Moving on…

2015 is also good year to start on the down slope of oil demand, so a new currency won’t be petrodollars.  It will be remain  commodity based, however more likely onto gold and silver. Meanwhile, Russia, Iran and China are active in forging closer ties.  It’s not about competing with the USA business model. These alliances form natural blocks for US companies accessing resources.  For instance Afghanistan has over $1T in gold and lithium deposits…  This is part of the reason why Russia was interested back in the 80’s.

Tom Randle over at Bloomberg made this interesting article about 8 weeks ago:

Every time fossil fuels get cheaper, people lose interest in solar deployment. That may be about to change.

After years of struggling against cheap natural gas prices and variable subsidies, solar electricity is on track to be as cheap or cheaper than average electricity-bill prices in 47 U.S. states — in 2016, according to a Deutsche Bank report published this week. That’s assuming the U.S. maintains its 30 percent tax credit on system costs, which is set to expire that same year.

Even if the tax credit drops to 10 percent, solar will soon reach price parity with conventional electricity in well over half the nation: 36 states. Gone are the days when solar panels were an exotic plaything of Earth-loving rich people. Solar is becoming mainstream, and prices will continue to drop as the technology improves and financing becomes more affordable, according to the report.

The chart below shows how far solar will come out ahead in each state in 2016, assuming a worst-case scenario of lower tax credits. The blue bars show the anticipated cost of solar energy (assuming a conservative 20-year lifespan for the panels) minus average electricity prices. Positive numbers indicate the savings for every kilowatt hour of electricity.

Grid Parity to Reach 36 States in 2016

US Solar Price Parity Chart

Source: Deutsche Bank, EIA. Graph shows LCOE minus average electricity price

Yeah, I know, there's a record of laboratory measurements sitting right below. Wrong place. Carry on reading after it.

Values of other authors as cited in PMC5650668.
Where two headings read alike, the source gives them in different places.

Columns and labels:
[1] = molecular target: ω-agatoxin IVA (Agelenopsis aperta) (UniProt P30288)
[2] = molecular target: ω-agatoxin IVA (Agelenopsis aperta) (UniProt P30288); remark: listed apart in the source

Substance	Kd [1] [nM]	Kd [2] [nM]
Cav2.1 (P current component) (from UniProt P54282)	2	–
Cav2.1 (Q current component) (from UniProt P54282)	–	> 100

Solar has already reached grid parity in 10 states that are responsible for 90 percent of U.S. solar electricity production. In those states alone, installed capacity growth will increase as much as sixfold over the next three to four years, Deutsche Bank analyst Vishal Shah wrote in the Oct. 26 report.

The reason solar-power generation will increasingly dominate: it’s a technology, not a fuel. As such, efficiency increases and prices fall as time goes on. The price of Earth’s limited fossil fuels tends to go the other direction. Michael Park, an analyst at Sanford Bernstein, has a term for the staggering price relationship between solar and fossil fuels: the Terrordome. I’m not sure exactly what that means, but it doesn’t sound very forgiving.

The price of solar will soon undercut even the cheapest fossil fuels in many regions of the planet, including poorer nations where billion-dollar coal plants aren’t always practical.

Solar will be the world’s biggest single source of electricity by 2050, according to a recent estimate by the International Energy Agency. Currently, it’s responsible for just a fraction of one percent.

Because of solar’s small market share today, no matter how quickly capacity expands, it won’t have much immediate impact on the price of other forms of energy. But soon, for the first time, the reverse may also be true: Gas and coal prices will lose their sway over the solar industry.


So, there you have a few changes on the world stage, conveniently coming together at about the same time: the fall of oil, the rise of solar, and the shakeup of the financial system. A good time to plan new investment and business strategies for yourself and your family.